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Outline is the mesmeric seventh novel from Rachel Cusk. Like Stendhal, the author can move seamlessly through many scenarios yet hold the reader's attention without fail.

Outline by Rachel Cusk

Rachel Cusk's magically tremulous narrative moves seamlessly along a carousel of different people's stories, told during a summer writing course in Athens. It may be the best novel you could read this year.

  • A compelling account of the struggle for independence by the noted historian Charles Townshend

    The Republic by Charles Townshend

    Townsend's careful, appealing study - recently published in paperback - may well be the definitive account of the struggle for Irish Independence.

  • Goodbye to All That: the First World War recalled by the great stylist  and truth-teller Robert Graves.

    Good-Bye to All That by Robert Graves

    "There was no patriotism in the trenches " wrote the late Robert Graves in Good-Bye to All That, his 1929 autobiography, which included a vivid account of his First World War experiences. This new edition restores the work to its original version.

  • Scholarly yet loving: John Eliot Gardiner's monumental portrait of JS Bach

    Music in the Castle of Heaven John Eliot Gardiner

    Conductor John Eliot Gardiner has earned a global reputation as perhaps the greatest interpreter of the music of Johnann Sebastian Bach in modern times.This 630-page work is a loving hommage to the music and the man.

  • George Herbert: stalwart of Irish school texts

    Music at Midnight by John Drury

    For anyone over 40 at least, the 16th century poet George Herbert was a stalwart of English school texts in this country. Music at Midnight - The Life and Poetry of George Herbert by John Drury illuminates the life and the work.

  • Thanks for the memories

    Experiencing Nirvana - Grunge in Europe, 1989

    Anyone who bought Nirvana or Sub Pop releases is sure to find nuggets throughout.

  • A taxi-van driver carries passengers up and down Sri Lanka and reflects on what he sees in Gunesekera's brilliant stories.

    Noontide Toll by Romesh Gunesekera

    Romesh Gunesekera has eight works of fiction to his name and his debut novel, Reef, published in 1994, made the Booker Prize shortlist. His new stories are narrated by a companionable taxi-van driver as he ferries passengers up and down through Sri Lanka.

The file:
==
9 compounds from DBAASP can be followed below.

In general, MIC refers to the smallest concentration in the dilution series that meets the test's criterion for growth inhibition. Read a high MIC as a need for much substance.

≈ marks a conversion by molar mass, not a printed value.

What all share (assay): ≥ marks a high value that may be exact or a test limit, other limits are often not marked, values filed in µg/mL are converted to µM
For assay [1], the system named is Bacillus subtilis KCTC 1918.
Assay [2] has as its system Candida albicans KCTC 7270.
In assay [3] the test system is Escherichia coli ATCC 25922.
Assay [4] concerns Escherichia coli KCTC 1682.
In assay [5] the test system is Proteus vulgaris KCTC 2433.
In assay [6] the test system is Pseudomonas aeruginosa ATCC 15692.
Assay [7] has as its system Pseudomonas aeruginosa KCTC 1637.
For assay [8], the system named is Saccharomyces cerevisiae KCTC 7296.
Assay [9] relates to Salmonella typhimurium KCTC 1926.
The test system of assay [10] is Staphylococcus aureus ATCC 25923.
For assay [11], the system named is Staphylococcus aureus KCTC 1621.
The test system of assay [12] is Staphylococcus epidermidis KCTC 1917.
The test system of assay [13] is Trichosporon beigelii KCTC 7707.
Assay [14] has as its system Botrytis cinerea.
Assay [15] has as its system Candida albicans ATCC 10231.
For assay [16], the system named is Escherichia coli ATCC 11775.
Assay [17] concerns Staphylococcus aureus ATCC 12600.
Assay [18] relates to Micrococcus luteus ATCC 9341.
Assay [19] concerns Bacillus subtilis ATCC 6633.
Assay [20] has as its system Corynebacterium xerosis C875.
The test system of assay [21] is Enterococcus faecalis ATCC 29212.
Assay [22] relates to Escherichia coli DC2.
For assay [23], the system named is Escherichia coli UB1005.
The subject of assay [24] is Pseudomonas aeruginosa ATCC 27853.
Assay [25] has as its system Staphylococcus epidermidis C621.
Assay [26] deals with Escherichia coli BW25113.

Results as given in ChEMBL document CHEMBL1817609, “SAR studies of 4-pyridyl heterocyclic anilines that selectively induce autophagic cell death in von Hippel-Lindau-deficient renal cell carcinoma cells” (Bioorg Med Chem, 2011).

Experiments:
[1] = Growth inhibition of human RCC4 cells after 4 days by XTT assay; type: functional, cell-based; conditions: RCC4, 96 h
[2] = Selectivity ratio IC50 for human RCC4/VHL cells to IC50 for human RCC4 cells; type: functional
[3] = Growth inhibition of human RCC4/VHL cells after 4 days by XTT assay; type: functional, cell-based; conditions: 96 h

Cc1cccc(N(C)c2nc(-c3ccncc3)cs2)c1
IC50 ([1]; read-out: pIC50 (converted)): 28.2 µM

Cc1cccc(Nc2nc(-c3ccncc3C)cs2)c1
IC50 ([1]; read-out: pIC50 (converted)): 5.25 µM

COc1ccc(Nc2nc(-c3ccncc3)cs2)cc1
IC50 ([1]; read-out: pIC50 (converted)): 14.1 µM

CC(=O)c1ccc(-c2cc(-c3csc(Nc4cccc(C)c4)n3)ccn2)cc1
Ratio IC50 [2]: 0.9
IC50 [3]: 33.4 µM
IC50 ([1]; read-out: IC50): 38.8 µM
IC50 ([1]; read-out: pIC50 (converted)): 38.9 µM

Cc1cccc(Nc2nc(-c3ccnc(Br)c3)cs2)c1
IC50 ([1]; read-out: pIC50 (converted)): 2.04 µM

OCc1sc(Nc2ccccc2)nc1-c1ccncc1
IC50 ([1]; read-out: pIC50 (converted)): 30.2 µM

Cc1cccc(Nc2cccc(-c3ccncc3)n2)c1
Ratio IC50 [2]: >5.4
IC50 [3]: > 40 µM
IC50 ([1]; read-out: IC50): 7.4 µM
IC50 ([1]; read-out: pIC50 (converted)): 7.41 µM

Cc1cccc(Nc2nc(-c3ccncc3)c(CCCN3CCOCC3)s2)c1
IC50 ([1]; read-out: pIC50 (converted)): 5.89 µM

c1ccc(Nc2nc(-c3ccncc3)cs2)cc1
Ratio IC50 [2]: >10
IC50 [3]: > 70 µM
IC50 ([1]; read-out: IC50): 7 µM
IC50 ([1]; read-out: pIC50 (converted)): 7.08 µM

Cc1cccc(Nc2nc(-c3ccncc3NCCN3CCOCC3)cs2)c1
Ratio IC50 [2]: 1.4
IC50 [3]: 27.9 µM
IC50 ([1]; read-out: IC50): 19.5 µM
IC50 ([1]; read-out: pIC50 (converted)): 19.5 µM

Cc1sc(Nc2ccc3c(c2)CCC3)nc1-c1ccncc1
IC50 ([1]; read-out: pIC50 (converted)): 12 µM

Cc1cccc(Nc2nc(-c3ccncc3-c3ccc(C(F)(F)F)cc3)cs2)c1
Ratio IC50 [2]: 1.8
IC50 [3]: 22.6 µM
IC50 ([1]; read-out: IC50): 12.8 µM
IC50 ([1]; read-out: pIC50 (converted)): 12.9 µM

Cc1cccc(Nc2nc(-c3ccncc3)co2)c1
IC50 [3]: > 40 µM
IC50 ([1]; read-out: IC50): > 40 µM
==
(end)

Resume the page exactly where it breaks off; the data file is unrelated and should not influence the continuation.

• He Wants: lacks pep in its step

    He Wants by Alison Moore

    Alison Moore's first novel, The Lighthouse, was deservedly shortlisted for the Man Booker Prize in 2012. In this, her second novel Moore is at pains to depict a prim, boring England, while trying to keep us interested in her central human drama. Risky.

  • England And Other Stories by Graham Swift

    The 25 stories in Swift's new collection examine England and the people who live there from quirky angles, tales that mostly engage completely in short sprints.

  • A young man's creation written under the close shadow of James Joyce

    Echo's Bones by Samuel Beckett

    The previously unpublished story Echo's Bones is too in love with its future necessity for footnotes. It is little more than a young man's creation, written under the close shadow of James Joyce.

  • Holloways were used as routes to pilgrim places, to the sea and to market.

    Holloway by Macfarlane, Donwood & Richards

    This 36-page work details time spent trekking through an ancient holloway in Dorset. It's part-authored by Robert Macfarlane, one of the most revered writer-naturalists working in English at present.

  • Nicolson's journey around the Homeric world: Ulysses and Achilles, and the stories of their exploits assembled in the Iliad and the Odyssey.

    The Mighty Dead by Adam Nicolson

    Homer's epic poems, The Iliad and the Odyssey, are the oldest stories that mankind has for reading and their background and complex origins are explored in this fascinating new book.

  • An invaluable aid for dealing with everything life throws at us

    Mindfulness On the Go Padraig O'Morain

    Padraig O'Morain is a writer and psychotherapist, who has practised mindfulness for 25 years. His accessible 200-page work demonstrates how we can feel more at home in our own skin, both at work and at home.

  • Sense of the fantastic and the surreal: Machado De Assis

    Stories - Joaquim Maria Machado De Assis

    In these ten stories, The Brazilian writer Machado de Assis's sense of the fantastic prefigures the work of the much-better known Argentinian writer, Jorge Luis Borges. Woody Allen is a fan.

  • Derek Walcott - new collection of his exuberant, erudite poems

    The Poetry of Derek Walcott 1948-2013

    Born in St Lucia (West Indies) in 1930, Derek Walcott won the Nobel Prize for Literature in 1992, and he has collaborated with the late Seamus Heaney and with Paul Simon. This new Selected Poems runs to over 600 pages and proves an excellent introduction.